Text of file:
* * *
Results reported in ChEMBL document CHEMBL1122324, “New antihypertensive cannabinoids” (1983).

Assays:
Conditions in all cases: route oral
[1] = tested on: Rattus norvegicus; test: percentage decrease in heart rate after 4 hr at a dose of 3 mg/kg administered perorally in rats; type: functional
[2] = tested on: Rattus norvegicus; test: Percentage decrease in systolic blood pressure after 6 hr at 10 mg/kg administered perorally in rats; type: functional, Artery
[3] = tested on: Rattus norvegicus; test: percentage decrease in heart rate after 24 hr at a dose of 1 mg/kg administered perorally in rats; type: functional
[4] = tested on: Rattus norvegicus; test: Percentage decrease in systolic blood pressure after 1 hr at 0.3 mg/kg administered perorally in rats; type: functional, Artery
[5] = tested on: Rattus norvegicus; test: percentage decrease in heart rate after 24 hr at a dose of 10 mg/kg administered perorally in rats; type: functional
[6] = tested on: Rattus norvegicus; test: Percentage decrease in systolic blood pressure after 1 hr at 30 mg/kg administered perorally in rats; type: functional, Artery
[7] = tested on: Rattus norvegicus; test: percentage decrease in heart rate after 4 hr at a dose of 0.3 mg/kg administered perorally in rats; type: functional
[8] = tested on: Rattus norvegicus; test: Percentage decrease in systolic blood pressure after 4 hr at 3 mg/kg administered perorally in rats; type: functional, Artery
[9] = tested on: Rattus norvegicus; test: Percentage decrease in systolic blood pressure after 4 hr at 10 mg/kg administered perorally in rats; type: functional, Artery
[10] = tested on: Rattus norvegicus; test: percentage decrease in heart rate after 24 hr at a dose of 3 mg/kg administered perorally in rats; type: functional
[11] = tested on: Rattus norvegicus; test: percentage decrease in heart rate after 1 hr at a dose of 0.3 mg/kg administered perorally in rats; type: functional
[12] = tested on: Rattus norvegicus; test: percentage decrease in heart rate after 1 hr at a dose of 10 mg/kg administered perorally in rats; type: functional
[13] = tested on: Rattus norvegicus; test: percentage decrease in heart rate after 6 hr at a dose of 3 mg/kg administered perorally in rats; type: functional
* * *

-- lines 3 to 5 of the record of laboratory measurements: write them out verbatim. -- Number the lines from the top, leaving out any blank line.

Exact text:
Conditions in all cases: route oral
[1] = tested on: Rattus norvegicus; test: percentage decrease in heart rate after 4 hr at a dose of 3 mg/kg administered perorally in rats; type: functional
[2] = tested on: Rattus norvegicus; test: Percentage decrease in systolic blood pressure after 6 hr at 10 mg/kg administered perorally in rats; type: functional, Artery